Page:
Issue 400
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This is the 400th issue of 'I Choose Birmingham' and what better way to celebrate than to obfuscate responsibility to Brum's culinary enfant terrible, Alex Claridge. Chef director at The Wilderness, Alex's new blog posts have been gripping the city's food scene for three months now and he's kindly dropping his latest post below — a gastronomic wish-list of things dear Brum is lacking. Ready the legal team...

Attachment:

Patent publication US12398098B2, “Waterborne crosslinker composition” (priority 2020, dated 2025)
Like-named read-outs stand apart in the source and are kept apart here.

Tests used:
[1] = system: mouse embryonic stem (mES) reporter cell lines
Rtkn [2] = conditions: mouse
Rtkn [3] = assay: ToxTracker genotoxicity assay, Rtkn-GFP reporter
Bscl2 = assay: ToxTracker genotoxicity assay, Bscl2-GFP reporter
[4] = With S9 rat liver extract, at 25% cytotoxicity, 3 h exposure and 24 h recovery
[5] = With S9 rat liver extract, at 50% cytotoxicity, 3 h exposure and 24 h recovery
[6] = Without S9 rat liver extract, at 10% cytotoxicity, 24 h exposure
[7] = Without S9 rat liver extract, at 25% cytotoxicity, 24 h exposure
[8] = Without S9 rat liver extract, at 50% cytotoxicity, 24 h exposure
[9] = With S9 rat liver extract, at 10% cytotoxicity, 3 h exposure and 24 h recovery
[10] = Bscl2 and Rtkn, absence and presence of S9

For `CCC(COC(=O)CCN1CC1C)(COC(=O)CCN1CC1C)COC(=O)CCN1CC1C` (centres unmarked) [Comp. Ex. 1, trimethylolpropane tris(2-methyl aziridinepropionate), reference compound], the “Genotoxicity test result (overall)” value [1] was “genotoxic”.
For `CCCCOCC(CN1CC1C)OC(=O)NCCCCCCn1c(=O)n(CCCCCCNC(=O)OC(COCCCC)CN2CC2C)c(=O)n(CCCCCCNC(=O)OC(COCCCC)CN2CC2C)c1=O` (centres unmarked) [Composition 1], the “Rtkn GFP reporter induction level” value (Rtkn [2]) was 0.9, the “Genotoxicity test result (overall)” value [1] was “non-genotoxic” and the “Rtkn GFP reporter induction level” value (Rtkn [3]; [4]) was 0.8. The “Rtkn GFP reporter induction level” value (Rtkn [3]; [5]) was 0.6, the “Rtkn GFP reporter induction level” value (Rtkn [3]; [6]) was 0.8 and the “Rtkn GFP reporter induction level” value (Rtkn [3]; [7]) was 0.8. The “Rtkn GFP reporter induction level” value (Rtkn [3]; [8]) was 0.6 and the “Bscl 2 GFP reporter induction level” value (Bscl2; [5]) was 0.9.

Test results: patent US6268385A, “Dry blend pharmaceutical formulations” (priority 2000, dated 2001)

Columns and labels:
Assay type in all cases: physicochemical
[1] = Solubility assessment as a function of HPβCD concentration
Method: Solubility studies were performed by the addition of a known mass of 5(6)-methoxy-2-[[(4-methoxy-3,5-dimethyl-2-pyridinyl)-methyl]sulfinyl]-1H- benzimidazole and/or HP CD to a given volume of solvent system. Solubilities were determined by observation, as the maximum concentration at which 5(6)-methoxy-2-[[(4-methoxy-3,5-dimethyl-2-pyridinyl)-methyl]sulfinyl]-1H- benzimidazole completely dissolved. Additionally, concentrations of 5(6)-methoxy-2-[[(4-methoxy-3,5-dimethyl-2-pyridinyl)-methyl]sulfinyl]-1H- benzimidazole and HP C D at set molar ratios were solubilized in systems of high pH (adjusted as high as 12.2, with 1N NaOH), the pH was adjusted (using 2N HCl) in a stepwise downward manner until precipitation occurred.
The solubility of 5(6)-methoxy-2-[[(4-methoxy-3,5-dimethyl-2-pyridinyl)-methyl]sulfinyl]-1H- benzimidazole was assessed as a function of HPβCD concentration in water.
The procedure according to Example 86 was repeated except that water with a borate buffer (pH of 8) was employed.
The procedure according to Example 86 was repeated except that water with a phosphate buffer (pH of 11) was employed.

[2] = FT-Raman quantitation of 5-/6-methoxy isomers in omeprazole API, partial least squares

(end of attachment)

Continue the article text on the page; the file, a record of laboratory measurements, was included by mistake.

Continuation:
Birmingham isn’t what it once was and — as any native will testify — thank god for that. It is no secret that restaurants have been a significant catalyst for said change, a fact that has, endearingly, been documented to absolute death by the writers who have made this city their turf. There is no original thought remaining to big-up Birmingham restaurants. It feels, therefore, a risky act of treason to write, as I shall here, that we still have a long way to go. Beyond the superlative write-ups, beyond the disproportionate proliferation of chains (some – granted – very much welcome) and beyond the dizzying ambition of fine-dining – this is a city at the beginning, I think, of its culinary revolution. What follows is an entirely biased wishlist for the Brum – an exercise I think is necessary if we are to manifest a reality that tallies with the hype. I am, it may be said, not a man for frivolity or making friends – rather one that cares deeply about Birmingham, in a conflicted and complex way. I write not because I doubt how exciting it has been to witness, and be part of, the city’s change. I write because I want us to continue the hard work, I want us to be a truly international city with food and drink the heartbeat of it.